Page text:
The law on elections to local councils, passed on December 16 by the House of Representatives of Belarus, stipulates that individuals who have committed any offense, including “administrative offenses,” may not seek elective office. According to the UCP, that provision is known to figure also in the draft law on parliamentary elections at President Alyaksandr Lukashenka’s initiative and is clearly meant to “disqualify the most active members of the opposition,” the UCP warns (Belapan, December 16). “If this provision goes unnoticed by the international democratic community, there is no doubt that it will be duplicated in the law on parliamentary elections,” says a December 16 appeal by the United Civic Party (UCP) of Belarus (the opposition).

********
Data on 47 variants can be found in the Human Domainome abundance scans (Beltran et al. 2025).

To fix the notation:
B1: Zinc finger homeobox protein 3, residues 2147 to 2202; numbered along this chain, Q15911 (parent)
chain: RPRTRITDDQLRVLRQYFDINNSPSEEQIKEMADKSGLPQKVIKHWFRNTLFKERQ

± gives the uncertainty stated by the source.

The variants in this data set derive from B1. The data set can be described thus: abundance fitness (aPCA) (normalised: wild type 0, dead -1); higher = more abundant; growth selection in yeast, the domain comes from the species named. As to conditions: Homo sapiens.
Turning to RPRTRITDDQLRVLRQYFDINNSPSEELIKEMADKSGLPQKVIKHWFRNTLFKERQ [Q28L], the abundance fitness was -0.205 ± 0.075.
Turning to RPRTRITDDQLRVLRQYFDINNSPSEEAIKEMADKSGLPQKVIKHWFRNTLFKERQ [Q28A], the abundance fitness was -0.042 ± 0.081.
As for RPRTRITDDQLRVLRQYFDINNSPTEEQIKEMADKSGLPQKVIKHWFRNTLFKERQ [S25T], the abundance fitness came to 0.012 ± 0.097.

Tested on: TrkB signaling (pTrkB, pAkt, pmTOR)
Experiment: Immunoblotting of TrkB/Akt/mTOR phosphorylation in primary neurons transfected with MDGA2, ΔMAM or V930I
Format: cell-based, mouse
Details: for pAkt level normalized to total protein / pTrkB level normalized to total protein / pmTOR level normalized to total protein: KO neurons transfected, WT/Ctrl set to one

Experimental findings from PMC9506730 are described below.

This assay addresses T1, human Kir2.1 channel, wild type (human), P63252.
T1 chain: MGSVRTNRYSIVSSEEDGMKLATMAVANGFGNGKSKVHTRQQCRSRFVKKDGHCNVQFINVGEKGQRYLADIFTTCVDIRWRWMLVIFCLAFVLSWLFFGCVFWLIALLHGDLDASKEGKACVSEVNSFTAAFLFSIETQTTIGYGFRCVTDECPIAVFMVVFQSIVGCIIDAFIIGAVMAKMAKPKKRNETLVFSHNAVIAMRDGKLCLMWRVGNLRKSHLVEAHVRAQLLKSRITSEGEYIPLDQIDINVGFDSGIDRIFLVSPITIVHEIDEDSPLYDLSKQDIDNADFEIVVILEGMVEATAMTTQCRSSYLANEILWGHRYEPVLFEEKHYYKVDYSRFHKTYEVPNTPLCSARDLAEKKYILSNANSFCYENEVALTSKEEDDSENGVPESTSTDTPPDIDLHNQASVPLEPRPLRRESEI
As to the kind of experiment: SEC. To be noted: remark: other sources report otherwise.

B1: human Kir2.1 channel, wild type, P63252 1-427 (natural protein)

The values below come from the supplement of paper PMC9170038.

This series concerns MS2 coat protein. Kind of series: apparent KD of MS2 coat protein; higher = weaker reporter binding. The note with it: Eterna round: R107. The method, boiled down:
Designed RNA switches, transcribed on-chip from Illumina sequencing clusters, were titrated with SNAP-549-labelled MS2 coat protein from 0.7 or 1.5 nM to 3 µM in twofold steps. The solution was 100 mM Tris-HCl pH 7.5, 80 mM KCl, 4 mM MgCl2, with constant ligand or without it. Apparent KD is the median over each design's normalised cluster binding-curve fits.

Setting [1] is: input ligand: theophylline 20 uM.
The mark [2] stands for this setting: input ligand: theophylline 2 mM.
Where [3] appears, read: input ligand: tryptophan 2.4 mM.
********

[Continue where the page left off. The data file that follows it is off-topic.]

Very nearly all opposition leaders and hundreds of its activists have convictions–in many cases even multiple convictions–for “administrative offenses” on their records. Such convictions typically stem from participation in peaceful rallies and result in penalties ranging from fines to prison terms of up to two weeks. Barring these individuals from parliamentary elections would decapitate the democratic opposition parties. The provision would also exclude from politics the forty-five-strong core of the forcibly dissolved parliament, which continues to meet and enjoys international recognition. Most members of that core have suffered “administrative convictions.” The UCP includes the shadow cabinet’s chairman Henadz Karpenka, former Central Electoral Commission chairman Viktar Hanchar, former National Bank president Stanislau Bahdankevich, and other prominent opposition leaders.
UKRAINIAN PRESIDENT WHIPPED BY HIS LOYALISTS.